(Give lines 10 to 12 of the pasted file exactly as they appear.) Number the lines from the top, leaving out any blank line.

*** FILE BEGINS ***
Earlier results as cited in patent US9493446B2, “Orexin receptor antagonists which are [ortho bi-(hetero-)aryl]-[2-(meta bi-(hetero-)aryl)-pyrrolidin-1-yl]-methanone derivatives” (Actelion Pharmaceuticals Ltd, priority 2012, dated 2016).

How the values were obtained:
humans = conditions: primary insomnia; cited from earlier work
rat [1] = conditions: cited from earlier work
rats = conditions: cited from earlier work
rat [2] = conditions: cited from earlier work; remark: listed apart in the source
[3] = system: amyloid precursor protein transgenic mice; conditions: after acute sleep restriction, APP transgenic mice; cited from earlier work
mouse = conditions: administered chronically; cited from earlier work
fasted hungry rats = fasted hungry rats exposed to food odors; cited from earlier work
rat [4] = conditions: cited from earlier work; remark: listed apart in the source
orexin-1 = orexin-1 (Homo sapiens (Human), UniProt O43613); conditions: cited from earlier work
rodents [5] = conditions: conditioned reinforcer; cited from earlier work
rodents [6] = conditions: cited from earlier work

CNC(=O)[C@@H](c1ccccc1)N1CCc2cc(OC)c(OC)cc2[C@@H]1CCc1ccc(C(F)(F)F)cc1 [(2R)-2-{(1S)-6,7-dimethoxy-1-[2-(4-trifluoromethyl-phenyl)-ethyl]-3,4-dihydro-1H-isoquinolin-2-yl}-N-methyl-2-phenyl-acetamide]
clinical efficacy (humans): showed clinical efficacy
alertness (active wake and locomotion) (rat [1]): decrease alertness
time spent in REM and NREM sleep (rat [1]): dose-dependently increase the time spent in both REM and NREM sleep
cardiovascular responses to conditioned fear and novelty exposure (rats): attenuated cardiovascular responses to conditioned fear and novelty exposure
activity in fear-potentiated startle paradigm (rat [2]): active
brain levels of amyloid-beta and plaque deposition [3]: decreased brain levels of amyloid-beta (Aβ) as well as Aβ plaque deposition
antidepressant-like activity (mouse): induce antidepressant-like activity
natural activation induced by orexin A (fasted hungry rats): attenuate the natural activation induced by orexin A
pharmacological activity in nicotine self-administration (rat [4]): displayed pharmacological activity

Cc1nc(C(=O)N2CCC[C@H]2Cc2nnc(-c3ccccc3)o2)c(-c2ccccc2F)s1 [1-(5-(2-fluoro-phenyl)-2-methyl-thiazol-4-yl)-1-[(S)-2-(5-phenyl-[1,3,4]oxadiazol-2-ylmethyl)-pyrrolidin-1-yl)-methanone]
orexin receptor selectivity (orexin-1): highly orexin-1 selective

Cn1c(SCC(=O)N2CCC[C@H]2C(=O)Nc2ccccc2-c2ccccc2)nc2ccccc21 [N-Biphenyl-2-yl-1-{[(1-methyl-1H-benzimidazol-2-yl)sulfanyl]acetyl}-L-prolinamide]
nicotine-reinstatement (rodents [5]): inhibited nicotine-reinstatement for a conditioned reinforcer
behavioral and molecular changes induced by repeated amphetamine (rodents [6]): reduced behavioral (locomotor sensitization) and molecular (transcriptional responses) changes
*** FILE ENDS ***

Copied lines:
rat [4] = conditions: cited from earlier work; remark: listed apart in the source
orexin-1 = orexin-1 (Homo sapiens (Human), UniProt O43613); conditions: cited from earlier work
rodents [5] = conditions: conditioned reinforcer; cited from earlier work